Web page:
Soon after, the Wanderers had their golden chance, the fantastically-named Cushla Rue in space in the box, but her placed shot hit the post with Whyman beaten and the ball was hacked away. Very unlucky. Following the final drinks break, that coincided with a Wanderers player down in the penalty area, the visitors looked likely to be the next scorers, but it was substitute Rachel Lowe who should have wrapped it up for Sydney FC. A superb crossfield ball from Tobin, after advancing through midfield and making space for herself, left Lowe in space, but her hurried effort was smashed just over the bar.
Michelle finally arrived to join the Cove. With Wanderers caught on the attack as the final whistle approached and Sydney FC hanging on, the chance of the half fell to the home team. Former Sydney player Angelique Hristodoulou missed a high ball, allowing Vine to race away into the Wanderers half. She had two players unmarked to her left screaming for the ball but held on to it before placing a clever pass into the path of Lowe. She checked her stride and confidently fired goalwards, but the keeper made a great stop and another chance had gone begging. The speed of Vine though on the break was fantastic.
The game ended and the men raced out onto the field as the blaring noise from the speakers started. A few moments later the players came around to celebrate with the Cove, now swollen with a few more fans arriving for the men’s game. Everyone was a little jaded, the players sapped of energy, the supporters toasted in the hot sun, and in truth the second half could have easily seen a goal or two for the Wanderers. Nat Tobin was my pick of the players today, she looks powerful and in good condition, the perfect player to lead us to glory. The Wanderers keeper Jordyn Bloomer was easily their best player and saved a number of shots in the first half. It’s not for a couple of weeks, but the midweek game at Leichhardt against Western United is looking like being a blockbuster that we all need to get to.
With the starter, main course and dessert out of the way, it was time for the cheese platter (the course that no one wants or needs after a sumptuous feast), a poor man’s Sydney derby against Macarthur FC. Sydney FC’s capitulation at Central Coast and the generally poor performances will have had a lot to do with the sparse crowd that was in the stadium on kick off. Coupled with the APL unrest, the hot sun and the fact that most people had a family get-together to attend, will have also contributed to the low numbers. To be honest, most people were sheltering from the sun inside the stadium and only just appeared when the game started.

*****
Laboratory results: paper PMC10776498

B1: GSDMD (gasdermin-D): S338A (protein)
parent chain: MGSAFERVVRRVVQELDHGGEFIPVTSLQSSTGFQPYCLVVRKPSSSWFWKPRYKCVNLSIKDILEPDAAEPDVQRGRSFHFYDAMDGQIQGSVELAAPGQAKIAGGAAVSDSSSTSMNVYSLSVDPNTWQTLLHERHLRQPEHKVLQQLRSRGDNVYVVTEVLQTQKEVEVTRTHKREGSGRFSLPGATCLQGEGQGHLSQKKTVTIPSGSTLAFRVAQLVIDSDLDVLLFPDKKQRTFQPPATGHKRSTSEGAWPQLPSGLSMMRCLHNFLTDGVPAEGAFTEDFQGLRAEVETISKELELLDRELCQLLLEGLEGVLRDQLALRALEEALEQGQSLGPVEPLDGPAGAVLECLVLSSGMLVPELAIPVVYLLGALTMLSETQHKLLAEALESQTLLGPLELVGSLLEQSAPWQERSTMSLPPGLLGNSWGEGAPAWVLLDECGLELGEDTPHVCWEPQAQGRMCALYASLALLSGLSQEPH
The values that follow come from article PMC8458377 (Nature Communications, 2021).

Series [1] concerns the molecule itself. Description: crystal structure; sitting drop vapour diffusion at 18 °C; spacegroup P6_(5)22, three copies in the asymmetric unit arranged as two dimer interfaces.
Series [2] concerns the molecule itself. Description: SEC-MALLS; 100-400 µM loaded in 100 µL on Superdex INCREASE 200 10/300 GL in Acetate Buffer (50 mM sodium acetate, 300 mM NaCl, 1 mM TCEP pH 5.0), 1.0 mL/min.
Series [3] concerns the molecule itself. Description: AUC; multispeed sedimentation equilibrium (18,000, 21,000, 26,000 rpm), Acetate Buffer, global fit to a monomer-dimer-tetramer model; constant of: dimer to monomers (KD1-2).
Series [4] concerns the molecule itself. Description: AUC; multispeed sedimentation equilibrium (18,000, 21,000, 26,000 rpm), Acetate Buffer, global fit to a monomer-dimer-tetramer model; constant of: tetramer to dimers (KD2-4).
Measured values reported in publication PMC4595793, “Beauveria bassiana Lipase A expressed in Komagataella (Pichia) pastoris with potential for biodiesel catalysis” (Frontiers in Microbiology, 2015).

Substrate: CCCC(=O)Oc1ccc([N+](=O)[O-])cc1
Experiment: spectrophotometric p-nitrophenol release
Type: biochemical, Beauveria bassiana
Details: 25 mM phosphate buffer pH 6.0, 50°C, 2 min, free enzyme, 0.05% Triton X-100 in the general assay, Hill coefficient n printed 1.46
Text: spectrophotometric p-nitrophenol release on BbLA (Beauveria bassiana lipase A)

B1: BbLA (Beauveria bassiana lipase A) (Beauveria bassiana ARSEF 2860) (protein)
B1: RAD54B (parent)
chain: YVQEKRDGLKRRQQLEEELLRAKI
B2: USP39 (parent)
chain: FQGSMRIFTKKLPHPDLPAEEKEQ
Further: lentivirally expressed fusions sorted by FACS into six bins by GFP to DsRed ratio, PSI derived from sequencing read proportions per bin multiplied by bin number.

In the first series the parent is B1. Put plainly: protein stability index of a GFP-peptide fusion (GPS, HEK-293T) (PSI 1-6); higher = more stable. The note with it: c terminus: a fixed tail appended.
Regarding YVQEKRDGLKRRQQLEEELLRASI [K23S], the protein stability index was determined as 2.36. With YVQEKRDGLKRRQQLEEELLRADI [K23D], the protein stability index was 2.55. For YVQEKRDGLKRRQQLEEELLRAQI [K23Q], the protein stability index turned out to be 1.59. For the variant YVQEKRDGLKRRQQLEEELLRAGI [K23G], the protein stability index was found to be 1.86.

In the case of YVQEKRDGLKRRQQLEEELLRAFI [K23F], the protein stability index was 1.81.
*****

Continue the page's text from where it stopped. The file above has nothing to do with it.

The fans who had turned up did give a good account of themselves though, and ‘We Are Sydney…’ was loud and proud as Sydney kicked off, shooting away from the Cove in the first half. Luke Brattan was missing. Max Burgess too. For some reason Aaron Gurd didn’t continue after last week. This was a patched up side, Patrick Yazbek coming in and Adam Le Fondre leading the line. The first five minutes though looked good. Anthony Caceres raked a long ball to Joe Lolley who set off on one of his typical runs on goal, and he cut inside to fire in a shot that Filip Kurto got down to, pushing the ball just past the post. A positive start, and the call and response from the Cove was loud.
It wasn’t long though before the Bulls started getting into positions; first we saw Al Hassan Toure’s multiple stepovers bamboozle the defence, then Ulises Davila stormed towards the box and smashed a shot just over, before Toure again did his stepover routine and could only hit the side-netting with Rhyan Grant and James Donachie not offering any sort of defence.
Midway through the half, Davila stepped inside and launched a fierce shot on goal, Andrew Redmayne flying to his right to push the ball away. Macarthur were looking dangerous, and when Robert Mak, having an infuriatingly poor game, simply pushed his man to the ground instead of challenging for the ball, Davila could fire in another great shot that Redders saved brilliantly. The goal, when it came on the stroke of half-time, was typical Sydney FC. We were on the front foot down the right, but as always, any impetus had been taken out of the attack by the mindless short passing routine that has been a feature of the Steve Corica era of late. The Macarthur defence, initially stretched, was given ample time to get back and defend by the pedestrian attack, and when Sydney lost the ball, Macarthur showed them exactly how to do it. Toure raced down the left, fed Craig Noone down the wing, who crossed for Bachana Arabuli to easily out-manouevre Adrian Vlastelica to tuck the ball home for a proper striker’s finish. There was no pissing around the ball, it was direct and there was a definite plan of attack – something that Sydney FC simply do not have in their locker at the moment.
Half-time couldn’t come quickly enough, and there were boos froom the home fans.